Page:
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From the AICR Test Kitchen
Week of November 14, 2011
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Contact: Alice Bender, (202) 328-7744

Salmon and Potato Coriander Fish Cakes

from the
American Institute for Cancer Research

Wild salmon makes these fish cakes a tasty and nutritional dish. They can be the centerpiece of an easy to prepare and convenient to serve meal. Salmon, which are members of the Salmonidae fish family are anadromous fish, meaning they reproduce and hatch in fresh water but enter the sea as adults.

The fish flakes combine nicely with potatoes to form the cakes. A little milk, oil, egg, and flour provide the right consistency. Onion and a dash of red pepper flakes impart a bit of zest for a simply wonderful taste.

Add to this coriander, which is a somewhat citrusy spice made from the seed of the cilantro plant. It is much under used in the American home kitchen, but is gaining popularity. In Indian cooking it's considered one of the most important spices in the cupboard.

You can pair these cakes with a variety of sides – for example, they go well with chilled whole-grain pasta salad. Another favorite is a serving of sautéed greens. Simply wash a bunch of kale or collard greens, remove the stems, and use a dollop of olive oil to sauté them in a skillet over medium high heat. It only takes five minutes or so and results in a healthy, quick, and flavorful addition to your meal. You might also prepare some wild or brown rice – or warm up some leftover rice as an added complement to the fish cakes.

These fish cakes drizzled with lime, sautéed greens, and rice or pasta combine to provide a satisfying repast that can help dispel the chill of the season. And, it's a great way to fill your plate with healthful plant foods such as vegetables and whole grains.

Salmon Potato Cakes

Salmon and Potato Coriander Fish Cakes

  • 1 lb. russet or Yukon gold potatoes (makes about 2 cups cooked mashed)
  • 1 cup thinly sliced spring onions, green stems included
  • 2 tsp. canola oil
  • 1/4-1/2 tsp. red pepper flakes, or to taste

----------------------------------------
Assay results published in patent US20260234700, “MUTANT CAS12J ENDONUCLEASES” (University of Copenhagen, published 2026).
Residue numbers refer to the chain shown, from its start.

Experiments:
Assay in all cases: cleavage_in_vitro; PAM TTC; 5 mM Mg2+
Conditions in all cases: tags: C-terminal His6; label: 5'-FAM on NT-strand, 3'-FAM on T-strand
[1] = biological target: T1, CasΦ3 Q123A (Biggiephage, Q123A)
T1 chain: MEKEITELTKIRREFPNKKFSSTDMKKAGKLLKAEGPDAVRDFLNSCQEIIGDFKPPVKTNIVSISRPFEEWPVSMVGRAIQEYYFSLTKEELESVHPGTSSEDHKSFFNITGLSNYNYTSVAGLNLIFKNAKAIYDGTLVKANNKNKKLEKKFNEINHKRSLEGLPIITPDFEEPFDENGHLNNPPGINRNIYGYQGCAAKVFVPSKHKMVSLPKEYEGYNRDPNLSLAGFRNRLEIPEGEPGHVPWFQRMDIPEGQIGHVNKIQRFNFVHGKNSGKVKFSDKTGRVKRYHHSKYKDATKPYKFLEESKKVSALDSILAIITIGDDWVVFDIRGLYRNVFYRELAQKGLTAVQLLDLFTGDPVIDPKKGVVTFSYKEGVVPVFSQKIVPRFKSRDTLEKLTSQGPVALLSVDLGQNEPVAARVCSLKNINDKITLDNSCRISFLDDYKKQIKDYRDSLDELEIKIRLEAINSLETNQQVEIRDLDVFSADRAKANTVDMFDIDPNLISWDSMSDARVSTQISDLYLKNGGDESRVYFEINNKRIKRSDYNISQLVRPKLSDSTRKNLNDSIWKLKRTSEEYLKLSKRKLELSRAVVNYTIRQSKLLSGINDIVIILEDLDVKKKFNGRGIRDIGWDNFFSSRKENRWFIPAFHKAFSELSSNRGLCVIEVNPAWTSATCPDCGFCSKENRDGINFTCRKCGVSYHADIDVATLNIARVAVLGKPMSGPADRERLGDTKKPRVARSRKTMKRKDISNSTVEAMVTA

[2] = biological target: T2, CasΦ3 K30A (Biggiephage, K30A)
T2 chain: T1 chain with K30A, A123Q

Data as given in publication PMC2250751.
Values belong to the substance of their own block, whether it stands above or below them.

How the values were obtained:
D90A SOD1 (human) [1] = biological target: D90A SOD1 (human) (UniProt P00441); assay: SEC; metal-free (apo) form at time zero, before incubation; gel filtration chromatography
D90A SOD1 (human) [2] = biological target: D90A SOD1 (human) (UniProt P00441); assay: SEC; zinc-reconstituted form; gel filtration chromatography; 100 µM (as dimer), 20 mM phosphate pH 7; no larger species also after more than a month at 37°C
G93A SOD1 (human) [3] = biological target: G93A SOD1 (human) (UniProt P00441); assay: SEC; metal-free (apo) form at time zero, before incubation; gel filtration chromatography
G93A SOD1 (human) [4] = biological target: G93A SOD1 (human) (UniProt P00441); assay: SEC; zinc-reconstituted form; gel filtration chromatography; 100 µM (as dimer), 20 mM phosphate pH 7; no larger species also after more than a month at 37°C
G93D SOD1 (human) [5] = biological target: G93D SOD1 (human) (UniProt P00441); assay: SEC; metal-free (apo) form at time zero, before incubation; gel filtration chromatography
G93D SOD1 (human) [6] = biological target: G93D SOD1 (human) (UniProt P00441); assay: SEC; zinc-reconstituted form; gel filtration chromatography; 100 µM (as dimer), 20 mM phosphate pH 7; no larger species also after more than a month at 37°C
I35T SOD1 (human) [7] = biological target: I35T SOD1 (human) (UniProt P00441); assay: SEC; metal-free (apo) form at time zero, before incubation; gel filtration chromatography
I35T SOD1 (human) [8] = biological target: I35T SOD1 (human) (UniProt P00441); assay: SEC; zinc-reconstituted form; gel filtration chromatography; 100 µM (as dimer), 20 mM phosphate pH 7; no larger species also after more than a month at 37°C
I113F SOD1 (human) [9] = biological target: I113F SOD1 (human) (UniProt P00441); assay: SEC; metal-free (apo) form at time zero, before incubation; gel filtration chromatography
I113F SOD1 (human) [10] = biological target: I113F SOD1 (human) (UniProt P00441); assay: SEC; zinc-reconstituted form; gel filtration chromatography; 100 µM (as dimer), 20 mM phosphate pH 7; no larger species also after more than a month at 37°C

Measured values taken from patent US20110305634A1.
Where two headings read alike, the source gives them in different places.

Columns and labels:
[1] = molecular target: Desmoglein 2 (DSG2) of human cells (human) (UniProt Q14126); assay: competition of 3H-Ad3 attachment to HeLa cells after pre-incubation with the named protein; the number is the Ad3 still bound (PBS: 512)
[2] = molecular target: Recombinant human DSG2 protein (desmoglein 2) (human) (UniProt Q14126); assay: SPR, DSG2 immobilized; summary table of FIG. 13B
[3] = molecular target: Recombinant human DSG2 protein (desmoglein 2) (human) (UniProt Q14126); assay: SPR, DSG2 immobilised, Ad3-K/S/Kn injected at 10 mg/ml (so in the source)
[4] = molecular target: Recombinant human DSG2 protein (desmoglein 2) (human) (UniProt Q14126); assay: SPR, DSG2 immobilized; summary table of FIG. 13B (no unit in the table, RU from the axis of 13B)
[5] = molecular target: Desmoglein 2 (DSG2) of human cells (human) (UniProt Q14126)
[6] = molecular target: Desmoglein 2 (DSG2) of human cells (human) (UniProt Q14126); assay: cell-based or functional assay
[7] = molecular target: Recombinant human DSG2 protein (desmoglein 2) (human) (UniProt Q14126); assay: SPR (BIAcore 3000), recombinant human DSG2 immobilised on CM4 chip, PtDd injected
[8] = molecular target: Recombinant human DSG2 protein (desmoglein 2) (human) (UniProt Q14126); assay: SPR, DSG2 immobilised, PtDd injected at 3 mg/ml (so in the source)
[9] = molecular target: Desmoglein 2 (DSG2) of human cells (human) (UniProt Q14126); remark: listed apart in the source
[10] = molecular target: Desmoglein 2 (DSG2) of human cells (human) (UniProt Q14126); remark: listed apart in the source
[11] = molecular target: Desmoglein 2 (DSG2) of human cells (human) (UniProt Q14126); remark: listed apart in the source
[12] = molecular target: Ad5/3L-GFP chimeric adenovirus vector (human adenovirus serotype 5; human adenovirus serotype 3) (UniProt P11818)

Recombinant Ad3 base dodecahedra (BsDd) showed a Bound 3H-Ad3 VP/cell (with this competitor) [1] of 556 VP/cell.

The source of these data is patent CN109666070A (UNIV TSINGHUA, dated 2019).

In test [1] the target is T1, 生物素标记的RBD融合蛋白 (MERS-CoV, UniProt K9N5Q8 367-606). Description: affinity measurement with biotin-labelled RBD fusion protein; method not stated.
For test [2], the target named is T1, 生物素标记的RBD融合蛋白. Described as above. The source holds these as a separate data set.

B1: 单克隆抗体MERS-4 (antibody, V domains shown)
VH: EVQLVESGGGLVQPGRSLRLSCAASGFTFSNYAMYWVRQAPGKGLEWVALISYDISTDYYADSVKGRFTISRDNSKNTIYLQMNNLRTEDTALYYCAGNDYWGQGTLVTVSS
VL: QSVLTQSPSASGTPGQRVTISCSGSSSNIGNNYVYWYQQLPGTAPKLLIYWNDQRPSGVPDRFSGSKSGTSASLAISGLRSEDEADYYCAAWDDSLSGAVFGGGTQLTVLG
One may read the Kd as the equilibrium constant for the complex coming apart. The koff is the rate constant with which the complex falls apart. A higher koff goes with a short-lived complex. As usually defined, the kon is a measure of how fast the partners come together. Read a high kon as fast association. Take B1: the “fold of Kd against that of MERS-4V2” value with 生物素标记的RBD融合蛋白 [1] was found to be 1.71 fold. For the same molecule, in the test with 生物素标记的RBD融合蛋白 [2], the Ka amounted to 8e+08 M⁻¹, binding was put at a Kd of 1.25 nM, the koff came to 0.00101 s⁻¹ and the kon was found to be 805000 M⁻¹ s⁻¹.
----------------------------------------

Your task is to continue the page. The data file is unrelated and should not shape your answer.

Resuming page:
• 1/4-1/2 cup low-fat milk, warmed
  • 1 Tbsp. all-purpose flour
  • 1 large egg
  • 1 Tbsp. ground coriander
  • Freshly ground pepper and salt, to taste
  • 1 lb. salmon, cooked and flaked
  • 3-4 Tbsp. whole-wheat flour
  • Canola oil cooking spray
  • Lime wedges (lemon may be substituted)

Cut potatoes into fourths, place in pot with cold water and bring to boil. Reduce heat and simmer for about 20 minutes, until soft.

In large skillet over medium heat, sauté onions in oil. Add pepper flakes and stir often, until onions are softened, about 6 minutes.

Drain and mash potatoes using potato masher, ricer or electric mixer, adding warm milk as necessary to keep fluffy and moist. When mashed, spread out potatoes in bottom of large mixing bowl and sift all-purpose flour over top. Use fork to work flour into the potatoes. Whisk egg and pour over top. Scatter cooked onions, coriander, pepper and salt to taste, and salmon over potato mixture. Use fork to mix and mash ingredients thoroughly.

Dust medium platter and hands with whole-wheat flour. Scoop up 3-4 tablespoons of mixture and place in flour. With your hands, roll into a small ball then form into a chunky cake. Transfer to clean plate. Repeat. You should end up with about 10 medium cakes.

Place large skillet over medium-high heat and coat with cooking spray. Sauté cakes in batches of five or so. Cook on each side until golden crust forms, about 2-2½ minutes, only turning once. Transfer cooked cakes to lightly oiled baking dish to prevent sticking..

Although the cakes are cooked, before serving, warm them thoroughly, about 5 minutes. Serve with lime or lemon wedges.

Makes 5 servings.

Per serving: 270 calories, 9 g total fat (2 g saturated fat), 23 g carbohydrate,
25 g protein, 3 g dietary fiber, 74 mg sodium.

***

The American Institute for Cancer Research (AICR) is the cancer charity that fosters research on the relationship of nutrition, physical activity and weight management to cancer risk, interprets the scientific literature and educates the public about the results. It has contributed more than $100 million for innovative research conducted at universities, hospitals and research centers across the country. AICR has published two landmark reports that interpret the accumulated research in the field, and is committed to a process of continuous review. AICR also provides a wide range of educational programs to help millions of Americans learn to make dietary changes for lower cancer risk. Its award-winning New American Plate program is presented in brochures, seminars and on its website, www.aicr.org. AICR is a member of the World Cancer Research Fund International.

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